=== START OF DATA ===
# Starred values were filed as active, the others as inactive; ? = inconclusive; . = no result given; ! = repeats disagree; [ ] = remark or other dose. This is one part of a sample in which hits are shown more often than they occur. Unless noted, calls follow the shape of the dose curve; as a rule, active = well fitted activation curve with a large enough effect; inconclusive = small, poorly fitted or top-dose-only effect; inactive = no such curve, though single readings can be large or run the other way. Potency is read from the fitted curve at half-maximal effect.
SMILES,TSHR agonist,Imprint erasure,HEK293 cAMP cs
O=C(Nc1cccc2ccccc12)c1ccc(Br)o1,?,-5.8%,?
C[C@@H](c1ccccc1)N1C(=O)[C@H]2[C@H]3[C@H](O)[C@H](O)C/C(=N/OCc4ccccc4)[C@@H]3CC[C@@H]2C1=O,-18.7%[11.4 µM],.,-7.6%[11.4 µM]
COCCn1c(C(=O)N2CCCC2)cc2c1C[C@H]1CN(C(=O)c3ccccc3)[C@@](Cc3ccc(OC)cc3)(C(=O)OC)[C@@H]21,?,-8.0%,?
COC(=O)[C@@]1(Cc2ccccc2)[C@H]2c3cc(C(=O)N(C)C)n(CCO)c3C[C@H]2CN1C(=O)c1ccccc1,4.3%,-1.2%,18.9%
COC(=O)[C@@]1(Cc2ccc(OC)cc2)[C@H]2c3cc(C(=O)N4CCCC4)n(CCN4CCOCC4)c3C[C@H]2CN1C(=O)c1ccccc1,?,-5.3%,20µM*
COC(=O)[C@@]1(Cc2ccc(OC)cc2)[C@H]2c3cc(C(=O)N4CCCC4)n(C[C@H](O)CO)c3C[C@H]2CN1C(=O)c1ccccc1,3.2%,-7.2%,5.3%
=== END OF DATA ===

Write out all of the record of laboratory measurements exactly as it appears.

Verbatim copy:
# Starred values were filed as active, the others as inactive; ? = inconclusive; . = no result given; ! = repeats disagree; [ ] = remark or other dose. This is one part of a sample in which hits are shown more often than they occur. Unless noted, calls follow the shape of the dose curve; as a rule, active = well fitted activation curve with a large enough effect; inconclusive = small, poorly fitted or top-dose-only effect; inactive = no such curve, though single readings can be large or run the other way. Potency is read from the fitted curve at half-maximal effect.
SMILES,TSHR agonist,Imprint erasure,HEK293 cAMP cs
O=C(Nc1cccc2ccccc12)c1ccc(Br)o1,?,-5.8%,?
C[C@@H](c1ccccc1)N1C(=O)[C@H]2[C@H]3[C@H](O)[C@H](O)C/C(=N/OCc4ccccc4)[C@@H]3CC[C@@H]2C1=O,-18.7%[11.4 µM],.,-7.6%[11.4 µM]
COCCn1c(C(=O)N2CCCC2)cc2c1C[C@H]1CN(C(=O)c3ccccc3)[C@@](Cc3ccc(OC)cc3)(C(=O)OC)[C@@H]21,?,-8.0%,?
COC(=O)[C@@]1(Cc2ccccc2)[C@H]2c3cc(C(=O)N(C)C)n(CCO)c3C[C@H]2CN1C(=O)c1ccccc1,4.3%,-1.2%,18.9%
COC(=O)[C@@]1(Cc2ccc(OC)cc2)[C@H]2c3cc(C(=O)N4CCCC4)n(CCN4CCOCC4)c3C[C@H]2CN1C(=O)c1ccccc1,?,-5.3%,20µM*
COC(=O)[C@@]1(Cc2ccc(OC)cc2)[C@H]2c3cc(C(=O)N4CCCC4)n(C[C@H](O)CO)c3C[C@H]2CN1C(=O)c1ccccc1,3.2%,-7.2%,5.3%